By Rob Kaminski
MHSAA benchmarks editor
It certainly was not the MHSAA’s intent to spur the most historically frigid back-to-back winters the state has seen. Nor did the Association wish for one of the mildest summers in recent memory during 2014.
Seemingly, it’s just Mother Nature’s way of reading into MHSAA efforts for managing heat and humidity and acclimatizing student-athletes for warm-weather activities.
Since guidelines were put in place (recommended for regular-season sessions and required for postseason tournaments) before the 2013-14 school year, there have been relatively few days during which psychrometers have had to be implemented.
“The key is, we’ve got plans in place for when the climate returns to normal trends for return-to-school practices and contests in August and September, as well as early June events,” said MHSAA Executive Director Jack Roberts. “It is a bit ironic that there have been relatively few days since the guidelines were established that they’ve actually come into play.”
In a nutshell, the guidelines provide instruction for four ranges of heat index: below 95 degrees; 95-99 degrees; 99-104 degrees, and heat indexes above 104 degrees, with increasing precautions in place as heat indexes rise. An index above 104 calls for all activity to cease.
Certified athletic trainers Gretchen Mohney and James Lioy agree that recent requirements in heat and hydration guidelines are a step in the right direction and encourage that – when possible – an athletic trainer oversee the implementation. Simply taking a reading from just outside the AD’s office or at home does not simulate on-site conditions.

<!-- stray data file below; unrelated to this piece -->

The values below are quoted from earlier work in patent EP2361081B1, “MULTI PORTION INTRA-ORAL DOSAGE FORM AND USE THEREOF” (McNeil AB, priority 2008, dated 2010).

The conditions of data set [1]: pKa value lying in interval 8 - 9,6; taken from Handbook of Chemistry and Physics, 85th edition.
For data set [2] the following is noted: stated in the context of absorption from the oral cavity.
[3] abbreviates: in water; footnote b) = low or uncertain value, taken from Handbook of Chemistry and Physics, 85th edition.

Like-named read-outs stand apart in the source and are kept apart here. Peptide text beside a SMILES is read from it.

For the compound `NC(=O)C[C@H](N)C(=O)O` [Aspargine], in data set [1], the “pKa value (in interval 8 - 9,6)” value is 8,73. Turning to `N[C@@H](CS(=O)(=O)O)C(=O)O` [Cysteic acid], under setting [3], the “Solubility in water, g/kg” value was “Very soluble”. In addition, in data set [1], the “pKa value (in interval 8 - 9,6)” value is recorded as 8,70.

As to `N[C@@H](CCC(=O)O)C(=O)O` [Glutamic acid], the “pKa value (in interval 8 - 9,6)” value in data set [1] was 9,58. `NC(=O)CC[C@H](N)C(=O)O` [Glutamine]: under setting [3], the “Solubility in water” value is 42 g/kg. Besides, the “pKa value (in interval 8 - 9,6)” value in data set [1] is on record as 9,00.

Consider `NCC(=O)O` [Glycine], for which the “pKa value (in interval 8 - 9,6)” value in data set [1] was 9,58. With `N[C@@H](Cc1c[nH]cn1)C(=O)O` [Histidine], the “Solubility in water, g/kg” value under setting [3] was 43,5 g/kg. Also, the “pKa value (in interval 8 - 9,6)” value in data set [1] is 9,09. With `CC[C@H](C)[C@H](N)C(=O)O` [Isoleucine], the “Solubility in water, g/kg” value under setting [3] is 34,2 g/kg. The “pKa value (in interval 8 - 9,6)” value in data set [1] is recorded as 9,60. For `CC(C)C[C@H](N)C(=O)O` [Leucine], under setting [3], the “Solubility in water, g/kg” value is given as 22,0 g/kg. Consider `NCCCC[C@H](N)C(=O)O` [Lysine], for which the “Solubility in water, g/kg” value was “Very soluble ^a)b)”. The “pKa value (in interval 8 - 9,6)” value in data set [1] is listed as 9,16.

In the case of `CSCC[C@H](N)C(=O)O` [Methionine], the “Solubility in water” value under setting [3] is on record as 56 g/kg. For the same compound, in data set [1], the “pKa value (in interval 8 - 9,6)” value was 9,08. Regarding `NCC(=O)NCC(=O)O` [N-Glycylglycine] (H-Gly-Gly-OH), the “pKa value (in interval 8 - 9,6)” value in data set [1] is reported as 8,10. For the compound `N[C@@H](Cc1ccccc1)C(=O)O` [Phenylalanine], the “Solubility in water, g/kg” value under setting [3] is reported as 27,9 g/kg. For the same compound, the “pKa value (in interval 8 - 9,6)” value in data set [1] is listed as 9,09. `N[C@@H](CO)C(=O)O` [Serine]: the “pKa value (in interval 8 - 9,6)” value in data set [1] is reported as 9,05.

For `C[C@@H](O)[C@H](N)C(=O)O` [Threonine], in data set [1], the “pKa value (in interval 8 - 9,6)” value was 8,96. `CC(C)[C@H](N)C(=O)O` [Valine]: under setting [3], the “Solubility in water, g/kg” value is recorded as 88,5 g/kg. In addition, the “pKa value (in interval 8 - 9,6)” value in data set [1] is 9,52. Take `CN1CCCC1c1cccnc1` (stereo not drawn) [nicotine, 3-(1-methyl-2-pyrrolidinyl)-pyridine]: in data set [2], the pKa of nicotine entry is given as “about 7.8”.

“This doesn’t take into account the radiant heat at the site, which can drastically affect the conditions that athlete plays in. It is essential that all parties involved in making decisions to play collaborate with one another,” Mohney said.
Heat-related deaths in athletics rank only behind cardiac disorders and head and neck injuries, but such fatalities might lead the way in frustration for families and communities of the victims. The reason? Heat-related illness is totally preventable.
Another source of mild frustration is the lack of recording within the state for those practice and game situations which warrant heat protocols.
When the Representative Council was formulating the Heat and Humidity Policy, it was also mindful of ways in which the MHSAA could assist schools in putting the plan into practice. Coaches, athletic directors and trainers needed a method to record information for athletic directors to view and for the MHSAA to track. The MHSAA developed interactive web pages on MHSAA.com which allow registered personnel to record weather conditions as practices and contests are taking place, using psychrometers.
Additionally, discounted Heat and Humidity Monitors and Precision Heat Index Instruments are offered to schools through a partnership between the MHSAA and School Health.
Yet, since the availability of such tools came to fruition two years back, fewer than 1,000 entries have been recorded, and many are multiple entries from the same schools.
Of the 772 entries, only 15 took place when the heat index was in excess of 104, while just 21 indicated an index of greater than 100. Cooler temperatures could be playing a factor in the overall number of participation, particularly in the northern areas of the state.